How Languages Die: collapse of the Babel tower

Por: MA. Clara Franco Yáñez
Master en Asuntos Internacionales, por el Instituto de Posgrados en Estudios Internacionales y del Desarrollo en Ginebra, Suiza

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I came across the official Twitter account of the Royal Academy of the Spanish Language (RAE in its Spanish initials) and was surprised to discover that they, too, get routinely attacked via angry tweets. Twitter spares no one I realized, not even what I though was one of the most anodyne and less conflict-inducing organizations. The RAE is tasked with not only publishing and keeping up-to-date the “official” dictionary of the Spanish language; it also keeps track of its evolution. Adding new words or meanings as they become increasingly popularized among speakers. And just as it happens with everything else, this makes some part of the “twitterdom” very, very angry as they complain about how, for example, when anglicisms or gallicisms are incorporated into the Spanish language, it means Spanish is “dying”, “getting bastardized”, etc.

I bring up Spanish as it is my native language, therefore the one I am most familiar with. But most languages have some – sometimes more than one – similar organization tasked with being the “official” arbiters of what the language is and isn´t. And as it happens, languages change. New words are incorporated as the need for them arises because of newer technology or newer societal trends or they are straight-up invented by media, by authors (Shakespeare is credited with inventing dozens of words in English), or are created after people’s names (the word “guillotine” comes from the name of Guillotin, who invented the cutting device). Last century, in France, anxieties about the massive incorporation of anglicisms into French (such as “hamburger”) saw the rise of movements, which tried to prevent the “officialization” of such words in French. This, of course, failed – as more and more French people, especially the younger generations, simply wouldn’t stop using them when speaking.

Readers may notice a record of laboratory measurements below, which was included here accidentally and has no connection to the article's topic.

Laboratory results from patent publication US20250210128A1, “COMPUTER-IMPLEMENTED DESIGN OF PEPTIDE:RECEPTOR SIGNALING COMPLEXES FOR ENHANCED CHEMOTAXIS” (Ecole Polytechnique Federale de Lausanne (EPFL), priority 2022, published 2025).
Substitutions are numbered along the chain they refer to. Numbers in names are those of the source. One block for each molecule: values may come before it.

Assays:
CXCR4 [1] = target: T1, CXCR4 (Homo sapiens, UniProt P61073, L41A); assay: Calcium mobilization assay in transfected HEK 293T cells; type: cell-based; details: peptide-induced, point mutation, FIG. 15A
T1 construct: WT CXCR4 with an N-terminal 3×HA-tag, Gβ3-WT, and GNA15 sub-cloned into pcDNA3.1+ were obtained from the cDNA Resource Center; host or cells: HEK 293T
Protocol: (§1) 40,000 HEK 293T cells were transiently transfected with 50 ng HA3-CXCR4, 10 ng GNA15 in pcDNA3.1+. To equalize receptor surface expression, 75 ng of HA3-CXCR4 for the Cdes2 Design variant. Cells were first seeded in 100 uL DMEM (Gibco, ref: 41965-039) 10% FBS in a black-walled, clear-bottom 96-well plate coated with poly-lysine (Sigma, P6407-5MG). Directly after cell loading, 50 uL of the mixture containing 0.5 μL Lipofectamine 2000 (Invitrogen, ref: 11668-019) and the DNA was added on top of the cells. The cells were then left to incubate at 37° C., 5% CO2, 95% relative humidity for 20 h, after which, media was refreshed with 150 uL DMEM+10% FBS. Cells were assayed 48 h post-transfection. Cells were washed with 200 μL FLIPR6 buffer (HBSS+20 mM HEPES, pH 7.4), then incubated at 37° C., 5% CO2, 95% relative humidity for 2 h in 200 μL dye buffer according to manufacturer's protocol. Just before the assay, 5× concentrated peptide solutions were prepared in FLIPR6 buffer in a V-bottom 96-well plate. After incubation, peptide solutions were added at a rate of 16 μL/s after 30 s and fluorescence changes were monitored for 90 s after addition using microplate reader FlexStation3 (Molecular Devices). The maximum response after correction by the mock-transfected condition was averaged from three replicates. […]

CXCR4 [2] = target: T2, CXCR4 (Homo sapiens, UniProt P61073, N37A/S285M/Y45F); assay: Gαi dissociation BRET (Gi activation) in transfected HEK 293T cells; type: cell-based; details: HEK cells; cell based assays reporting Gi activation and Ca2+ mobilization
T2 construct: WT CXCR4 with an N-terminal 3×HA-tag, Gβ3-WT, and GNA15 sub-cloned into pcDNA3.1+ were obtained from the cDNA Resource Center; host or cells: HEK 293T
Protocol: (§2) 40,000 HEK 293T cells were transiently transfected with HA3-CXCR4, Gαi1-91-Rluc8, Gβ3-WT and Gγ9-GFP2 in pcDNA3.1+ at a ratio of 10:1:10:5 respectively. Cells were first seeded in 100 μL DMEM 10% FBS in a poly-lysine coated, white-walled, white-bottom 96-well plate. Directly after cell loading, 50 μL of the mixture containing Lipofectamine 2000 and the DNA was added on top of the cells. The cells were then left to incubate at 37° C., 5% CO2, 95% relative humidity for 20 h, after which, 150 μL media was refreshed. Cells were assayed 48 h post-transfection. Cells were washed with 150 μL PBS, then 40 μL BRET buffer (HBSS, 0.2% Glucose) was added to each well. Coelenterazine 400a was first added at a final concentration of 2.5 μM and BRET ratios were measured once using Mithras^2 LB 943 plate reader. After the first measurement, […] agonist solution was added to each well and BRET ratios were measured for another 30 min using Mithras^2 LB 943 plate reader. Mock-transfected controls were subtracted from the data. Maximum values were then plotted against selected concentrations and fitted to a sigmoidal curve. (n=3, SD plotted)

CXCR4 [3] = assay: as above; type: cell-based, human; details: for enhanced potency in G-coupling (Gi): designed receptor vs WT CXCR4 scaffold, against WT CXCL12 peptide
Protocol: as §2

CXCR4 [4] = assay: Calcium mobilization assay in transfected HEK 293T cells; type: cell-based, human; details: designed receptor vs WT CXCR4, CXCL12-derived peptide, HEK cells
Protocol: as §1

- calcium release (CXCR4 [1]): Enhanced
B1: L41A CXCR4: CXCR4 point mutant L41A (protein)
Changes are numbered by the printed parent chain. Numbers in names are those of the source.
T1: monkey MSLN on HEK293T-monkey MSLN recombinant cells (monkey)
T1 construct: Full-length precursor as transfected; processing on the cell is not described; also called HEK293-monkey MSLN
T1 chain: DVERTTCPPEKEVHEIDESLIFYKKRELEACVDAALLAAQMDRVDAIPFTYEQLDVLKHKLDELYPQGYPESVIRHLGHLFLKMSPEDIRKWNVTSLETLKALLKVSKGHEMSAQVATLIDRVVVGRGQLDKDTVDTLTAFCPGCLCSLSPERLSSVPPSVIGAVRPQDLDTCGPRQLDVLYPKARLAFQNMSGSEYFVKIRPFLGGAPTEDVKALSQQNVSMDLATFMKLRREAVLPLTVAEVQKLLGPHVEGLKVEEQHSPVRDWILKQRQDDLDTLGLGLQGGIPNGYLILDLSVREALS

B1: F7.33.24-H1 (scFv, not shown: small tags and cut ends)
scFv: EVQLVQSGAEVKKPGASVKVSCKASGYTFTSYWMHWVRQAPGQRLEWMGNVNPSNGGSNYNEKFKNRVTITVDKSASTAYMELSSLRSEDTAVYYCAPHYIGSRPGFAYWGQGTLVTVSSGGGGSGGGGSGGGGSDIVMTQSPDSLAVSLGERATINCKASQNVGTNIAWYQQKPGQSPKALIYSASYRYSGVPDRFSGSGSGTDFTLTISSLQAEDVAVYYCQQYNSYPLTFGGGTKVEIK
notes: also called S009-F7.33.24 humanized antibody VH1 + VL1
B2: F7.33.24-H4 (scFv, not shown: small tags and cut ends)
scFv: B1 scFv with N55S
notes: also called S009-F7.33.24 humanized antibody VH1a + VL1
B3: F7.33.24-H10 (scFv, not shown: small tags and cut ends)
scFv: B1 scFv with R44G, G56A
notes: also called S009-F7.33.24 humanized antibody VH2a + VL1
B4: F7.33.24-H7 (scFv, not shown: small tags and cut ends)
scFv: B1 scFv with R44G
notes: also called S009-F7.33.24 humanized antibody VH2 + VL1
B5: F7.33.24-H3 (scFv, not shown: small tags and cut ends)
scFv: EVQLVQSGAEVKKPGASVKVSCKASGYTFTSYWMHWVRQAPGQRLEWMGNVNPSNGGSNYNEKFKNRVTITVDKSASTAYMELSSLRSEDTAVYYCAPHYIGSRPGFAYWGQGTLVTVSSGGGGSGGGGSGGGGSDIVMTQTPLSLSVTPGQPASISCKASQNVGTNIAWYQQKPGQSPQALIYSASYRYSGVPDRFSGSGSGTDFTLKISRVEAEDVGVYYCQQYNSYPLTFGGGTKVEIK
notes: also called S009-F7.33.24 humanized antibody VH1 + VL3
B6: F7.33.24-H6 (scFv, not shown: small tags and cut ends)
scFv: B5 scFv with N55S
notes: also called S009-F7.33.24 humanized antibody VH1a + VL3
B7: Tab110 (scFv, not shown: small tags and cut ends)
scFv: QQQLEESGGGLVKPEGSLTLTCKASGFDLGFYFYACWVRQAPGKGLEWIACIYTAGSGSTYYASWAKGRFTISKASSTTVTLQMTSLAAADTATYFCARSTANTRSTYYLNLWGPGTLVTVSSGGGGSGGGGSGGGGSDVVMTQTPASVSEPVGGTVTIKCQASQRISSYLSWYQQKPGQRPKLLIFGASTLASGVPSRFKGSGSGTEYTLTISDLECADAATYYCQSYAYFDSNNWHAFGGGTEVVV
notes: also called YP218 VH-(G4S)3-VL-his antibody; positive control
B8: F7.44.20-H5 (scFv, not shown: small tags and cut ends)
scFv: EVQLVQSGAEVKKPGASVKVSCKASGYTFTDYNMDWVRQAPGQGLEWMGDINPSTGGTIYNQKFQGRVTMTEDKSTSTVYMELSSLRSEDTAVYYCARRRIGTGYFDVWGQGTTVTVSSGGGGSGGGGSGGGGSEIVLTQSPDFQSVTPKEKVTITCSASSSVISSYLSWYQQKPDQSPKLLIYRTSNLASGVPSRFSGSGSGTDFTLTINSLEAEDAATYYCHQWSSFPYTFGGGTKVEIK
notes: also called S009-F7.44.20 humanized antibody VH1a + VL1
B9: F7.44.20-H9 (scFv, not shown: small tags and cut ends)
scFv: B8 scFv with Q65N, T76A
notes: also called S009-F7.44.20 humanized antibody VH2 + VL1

But does it really mean that a language, or its richness, are “dying” because of the introduction of foreign words, because of the Internet, or because people abbreviate when writing an SMS?... Rather than signaling their death, these events simply show that a language is evolving. And if they are evolving, they are alive – more so than ever!... Languages such as English, Spanish, French or Mandarin Chinese, which have billions of native speakers in several countries, need not fear death or disappearance because of changes that are not only inevitable, but also not new. Languages have changed for as long as languages have existed.

Now, which are the languages that truly and effectively are dying?... those now only spoken by shrinking handfuls of people. Indigenous languages in parts of Latin America, Africa, India and China (which each alone count hundreds of indigenous languages) and other parts of Asia are now spoken by groups of a few hundred, or sometimes even a few dozen people – all of them aging, and many no longer teaching their mother tongues to the newer generations. In Mexico, languages like náhuatl or mixteco have relatively few speakers – yet still a lot compared to other much lesser known tongues. Those languages are, indeed, dying – and not because of  Twitter or SMS-speak, but due to globalization. As much as globalization and the Internet have given us countless benefits; they have also brought changes such as migration into larger cities, and the concentration of people not only in smaller spaces but also in smaller linguistic bubbles. English and the other major languages are vital for professional life in most of the world; and they risk displacing countless native and indigenous, smaller language groups. Some interested scholars try to “save” endangered languages, encouraging speakers to pass them on – but such efforts are often grains of sand standing against irreversible storms. Migrants often don’t teach their children their native languages, in an effort to help them integrate easier. As much as this comes from a place of love and trying to help children succeed; the death of every indigenous language is truly a sad event: it is the loss of a vast richness of poems, songs and folklore, the loss of a unique way to see the world.